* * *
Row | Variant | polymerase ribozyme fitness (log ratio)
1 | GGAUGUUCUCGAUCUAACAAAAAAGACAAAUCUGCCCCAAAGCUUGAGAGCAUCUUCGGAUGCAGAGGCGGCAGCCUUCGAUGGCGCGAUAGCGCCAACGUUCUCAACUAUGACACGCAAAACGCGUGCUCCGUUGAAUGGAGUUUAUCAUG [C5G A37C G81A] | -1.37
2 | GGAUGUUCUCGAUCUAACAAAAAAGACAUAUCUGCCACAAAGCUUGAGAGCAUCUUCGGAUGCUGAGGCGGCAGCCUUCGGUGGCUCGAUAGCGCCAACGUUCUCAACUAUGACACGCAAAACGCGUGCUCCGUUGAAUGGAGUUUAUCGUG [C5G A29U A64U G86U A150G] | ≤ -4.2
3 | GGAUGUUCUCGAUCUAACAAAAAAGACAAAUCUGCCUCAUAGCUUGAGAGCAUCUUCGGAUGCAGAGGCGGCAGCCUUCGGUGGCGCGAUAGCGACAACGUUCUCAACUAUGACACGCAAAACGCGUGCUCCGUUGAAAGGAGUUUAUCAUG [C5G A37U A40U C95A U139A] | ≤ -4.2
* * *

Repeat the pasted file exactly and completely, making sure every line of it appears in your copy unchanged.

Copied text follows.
Row | Variant | polymerase ribozyme fitness (log ratio)
1 | GGAUGUUCUCGAUCUAACAAAAAAGACAAAUCUGCCCCAAAGCUUGAGAGCAUCUUCGGAUGCAGAGGCGGCAGCCUUCGAUGGCGCGAUAGCGCCAACGUUCUCAACUAUGACACGCAAAACGCGUGCUCCGUUGAAUGGAGUUUAUCAUG [C5G A37C G81A] | -1.37
2 | GGAUGUUCUCGAUCUAACAAAAAAGACAUAUCUGCCACAAAGCUUGAGAGCAUCUUCGGAUGCUGAGGCGGCAGCCUUCGGUGGCUCGAUAGCGCCAACGUUCUCAACUAUGACACGCAAAACGCGUGCUCCGUUGAAUGGAGUUUAUCGUG [C5G A29U A64U G86U A150G] | ≤ -4.2
3 | GGAUGUUCUCGAUCUAACAAAAAAGACAAAUCUGCCUCAUAGCUUGAGAGCAUCUUCGGAUGCAGAGGCGGCAGCCUUCGGUGGCGCGAUAGCGACAACGUUCUCAACUAUGACACGCAAAACGCGUGCUCCGUUGAAAGGAGUUUAUCAUG [C5G A37U A40U C95A U139A] | ≤ -4.2